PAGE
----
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MEM Alumni Seminar 2015 with Nature Society

NUS Alumni and NSS joint seminar explores how communities can help nurture nature

Singapore’s natural landscape has undergone an immense transformation over the last 50 years, along with the city state’s rapid social and economic development.  Singaporeans have gradually shown their realisation of the value of the country’s flora and fauna, especially in the past two decades.

Singapore treads carefully between development and nature, thanks to active involvement of conservation communitiesAs part of the celebration of this year's SG50 golden jubilee, alumni from NUS's Masters in Environmental Management (MEM) course, together with the Nature Society (Singapore), will hold an interactive program of free seminars and walks to share their reflections on how conservation has been fostered in our communities.

The four-week program, which starts on 16 May, is titled "Nurturing Nature with Community Involvement". It aims to highlight how Singapore's view of nature and community conservation has changed since 1965.

Speakers including Dr Shawn Lum, President, Nature Society (Singapore), Dr Liew Kai Khiun, Nanyang Technological University, Tony O'Dempsey, Nature Society (Singapore), and Mallika Naguran, Gaia Discovery.

Topics will cover current issues including including nature-friendly development, ecology in the community, conflict resolution, the role of social media, education, and heritage-sensitive conservation across Singapore's varied community groups.

The half-day seminar session, from 8.30 - 14.00 on 16 May, will be held at the Auditorium, Shaw Foundation Alumni House, NUS, 11 Kent Ridge Drive, S119244.

It will include a vegetarian lunch and a free book exchange for attendees, specialising in nature and conservation publications.

The seminar will be followed up by weekly Saturday-morning Guided Nature Walks, held at the Botanic Gardens (looking at heritage trees), the Central Catchment Reserve (exploring Singapore's biodiversity) and at Sungei Buloh Wetland Reserve (investigating mangrove and coastal biodiversity). These will be held on May 23, 30 and June 6 respectively. Expert guides from the Nature Society (Singapore) will be on hand to expand on the topics previously covered in the seminars.

For more details, location maps and registration on the MEM Alumni Seminar 2015.


Bee habitats: Natural, industrial, even underground

Bees aren’t all alike. Tens of thousands of different bee species exist around the world, and they all like different habitats. Encouraging different species to settle in restored habitat is even more complex. By J.Green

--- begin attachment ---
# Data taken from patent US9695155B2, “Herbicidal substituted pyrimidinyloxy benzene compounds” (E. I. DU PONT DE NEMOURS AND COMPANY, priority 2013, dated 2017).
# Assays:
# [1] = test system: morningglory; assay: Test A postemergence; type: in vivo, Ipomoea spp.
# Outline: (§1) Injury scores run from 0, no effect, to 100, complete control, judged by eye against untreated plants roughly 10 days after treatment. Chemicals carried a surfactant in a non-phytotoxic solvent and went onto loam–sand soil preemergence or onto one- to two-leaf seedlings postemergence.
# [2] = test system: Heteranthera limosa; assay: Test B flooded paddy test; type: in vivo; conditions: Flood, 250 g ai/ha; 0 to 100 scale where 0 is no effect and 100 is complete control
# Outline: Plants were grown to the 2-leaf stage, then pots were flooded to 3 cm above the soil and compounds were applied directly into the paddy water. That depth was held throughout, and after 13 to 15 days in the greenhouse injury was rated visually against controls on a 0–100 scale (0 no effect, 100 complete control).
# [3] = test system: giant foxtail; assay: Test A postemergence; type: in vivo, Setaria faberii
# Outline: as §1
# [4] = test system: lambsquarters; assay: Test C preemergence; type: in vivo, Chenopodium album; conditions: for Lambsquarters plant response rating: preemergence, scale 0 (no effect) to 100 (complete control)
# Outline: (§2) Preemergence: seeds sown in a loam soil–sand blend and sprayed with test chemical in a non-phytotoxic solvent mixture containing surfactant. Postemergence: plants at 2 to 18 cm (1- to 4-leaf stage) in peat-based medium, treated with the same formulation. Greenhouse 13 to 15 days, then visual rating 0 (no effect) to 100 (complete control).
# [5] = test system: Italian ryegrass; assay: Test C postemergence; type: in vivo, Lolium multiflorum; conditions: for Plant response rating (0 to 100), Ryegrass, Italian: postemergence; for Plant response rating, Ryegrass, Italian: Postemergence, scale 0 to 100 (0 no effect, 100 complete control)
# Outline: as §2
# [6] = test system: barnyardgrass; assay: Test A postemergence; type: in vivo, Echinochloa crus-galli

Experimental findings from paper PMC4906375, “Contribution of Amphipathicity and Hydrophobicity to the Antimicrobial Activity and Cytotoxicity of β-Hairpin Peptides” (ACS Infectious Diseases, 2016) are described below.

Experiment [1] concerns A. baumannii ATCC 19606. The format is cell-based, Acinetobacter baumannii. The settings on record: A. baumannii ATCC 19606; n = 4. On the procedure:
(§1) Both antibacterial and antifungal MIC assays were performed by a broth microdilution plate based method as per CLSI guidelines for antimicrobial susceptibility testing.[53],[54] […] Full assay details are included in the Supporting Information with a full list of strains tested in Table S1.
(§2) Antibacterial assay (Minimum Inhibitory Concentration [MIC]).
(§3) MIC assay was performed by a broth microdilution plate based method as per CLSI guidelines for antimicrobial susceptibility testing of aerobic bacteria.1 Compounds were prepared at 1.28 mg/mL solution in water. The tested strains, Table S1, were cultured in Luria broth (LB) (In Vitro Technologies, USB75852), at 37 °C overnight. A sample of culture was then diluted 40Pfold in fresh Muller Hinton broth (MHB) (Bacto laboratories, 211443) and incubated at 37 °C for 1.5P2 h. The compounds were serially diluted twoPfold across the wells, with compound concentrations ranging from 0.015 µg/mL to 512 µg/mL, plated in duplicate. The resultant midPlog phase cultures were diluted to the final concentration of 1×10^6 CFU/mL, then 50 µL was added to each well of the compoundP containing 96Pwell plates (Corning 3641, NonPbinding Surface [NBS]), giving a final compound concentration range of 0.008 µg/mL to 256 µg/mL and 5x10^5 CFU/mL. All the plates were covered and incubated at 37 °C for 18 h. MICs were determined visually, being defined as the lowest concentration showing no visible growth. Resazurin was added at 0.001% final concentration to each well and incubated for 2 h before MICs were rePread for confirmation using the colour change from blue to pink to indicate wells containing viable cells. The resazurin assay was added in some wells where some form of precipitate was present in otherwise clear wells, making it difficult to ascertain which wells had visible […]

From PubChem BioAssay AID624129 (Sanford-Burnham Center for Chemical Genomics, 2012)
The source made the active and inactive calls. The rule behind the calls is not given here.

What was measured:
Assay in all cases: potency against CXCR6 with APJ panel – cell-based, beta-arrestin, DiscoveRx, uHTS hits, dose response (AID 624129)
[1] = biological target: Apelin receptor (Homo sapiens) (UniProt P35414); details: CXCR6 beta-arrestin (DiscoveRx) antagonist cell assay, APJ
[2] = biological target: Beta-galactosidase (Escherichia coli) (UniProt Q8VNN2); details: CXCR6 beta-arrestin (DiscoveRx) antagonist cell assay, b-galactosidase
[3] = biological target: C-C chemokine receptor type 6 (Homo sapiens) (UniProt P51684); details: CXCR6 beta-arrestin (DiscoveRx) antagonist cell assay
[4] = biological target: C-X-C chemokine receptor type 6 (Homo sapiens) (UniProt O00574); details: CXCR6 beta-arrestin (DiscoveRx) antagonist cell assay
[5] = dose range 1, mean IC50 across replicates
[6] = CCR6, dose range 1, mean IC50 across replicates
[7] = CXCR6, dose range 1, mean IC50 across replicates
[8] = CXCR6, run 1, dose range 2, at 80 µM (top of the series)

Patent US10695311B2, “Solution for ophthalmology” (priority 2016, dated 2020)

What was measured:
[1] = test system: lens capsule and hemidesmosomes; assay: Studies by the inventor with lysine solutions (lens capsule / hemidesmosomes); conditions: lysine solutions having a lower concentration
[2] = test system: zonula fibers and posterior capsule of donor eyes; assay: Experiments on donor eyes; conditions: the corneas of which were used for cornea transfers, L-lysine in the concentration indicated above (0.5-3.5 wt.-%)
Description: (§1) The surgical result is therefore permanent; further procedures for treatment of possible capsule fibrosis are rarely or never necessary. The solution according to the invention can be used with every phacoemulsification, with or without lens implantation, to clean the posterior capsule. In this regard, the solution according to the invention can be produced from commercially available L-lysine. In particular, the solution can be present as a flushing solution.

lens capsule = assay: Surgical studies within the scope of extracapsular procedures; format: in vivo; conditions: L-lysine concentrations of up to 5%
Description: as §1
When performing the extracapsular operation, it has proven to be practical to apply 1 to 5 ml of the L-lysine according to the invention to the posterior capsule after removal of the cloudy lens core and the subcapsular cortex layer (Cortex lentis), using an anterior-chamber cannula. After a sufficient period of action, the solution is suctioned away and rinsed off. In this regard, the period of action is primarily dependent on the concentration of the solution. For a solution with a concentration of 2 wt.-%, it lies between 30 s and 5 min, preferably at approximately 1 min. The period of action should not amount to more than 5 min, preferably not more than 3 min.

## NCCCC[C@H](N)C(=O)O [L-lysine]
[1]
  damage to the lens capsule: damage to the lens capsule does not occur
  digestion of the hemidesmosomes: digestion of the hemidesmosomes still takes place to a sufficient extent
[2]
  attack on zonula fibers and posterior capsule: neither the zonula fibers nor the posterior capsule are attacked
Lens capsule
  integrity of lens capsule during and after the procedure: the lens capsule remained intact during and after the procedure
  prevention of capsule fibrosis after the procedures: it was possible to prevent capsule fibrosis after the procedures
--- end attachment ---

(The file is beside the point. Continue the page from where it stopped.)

Megachilid bees have been the subject of much research

Edinburgh, 17 March 2015- The UK currently has more than 260 bee species, with some 26 of those being social (that is, they live in swarms, nests or hives). There are also 25 native bumblebee species but sadly two have recently become extinct. While there are still many types of bees, research shows bee diversity has significantly decreased in more than 50% of the UK’s landscapes since 1980.

Recent research from the UK-based Centre for Ecology and Hydrology has confirmed that the situation for British bees is pretty dire. Some 75% of the UK is agricultural land. And because of that, researchers estimate around 97% of natural bee habitat - wildflower meadows, small woods, open heather moors – is gone. As a result, “bees have significantly declined over the 20th century,” says the report. That is an understatement.

But bee help is at hand. To combat these trends, the authorities have initiated a program that pays subsidies to landowners for the “intensification of landscape quality.” Farmers chose wildlife-friendly options to qualify for those subsidies, which can total GBP280 a year. One common outcome of this subsidy is natural strip of land left at the edge of existing farmland. There, a mix of agricultural plants and grasses that bees like are added. Bumblebees take to agricultural legumes, while sunflowers are also good for bees.

Strips of land at the edge of a field provide essential bee habitat

In one recent project, ecologists tested a few different options. In land where were there simply crops, there was no value for bees. In areas without pesticides, there was likewise a limited response. Where the “natural generation of plant communities” was allowed, there was also only a limited response. The key to making bees feel at home is creating sites that offer pollen and nectar, with a diverse seed mix. This, says the research, results in a “significant response” from bees.

Bees and Seeds

But a single seed mix, no matter how diverse, will “not have sustained benefits,” say researchers. There is also a seasonal component; some plants die off. So flowering plants that offer nectar need to be re-sown every 3-4 years, and a diverse plant mix ensured that includes perennials.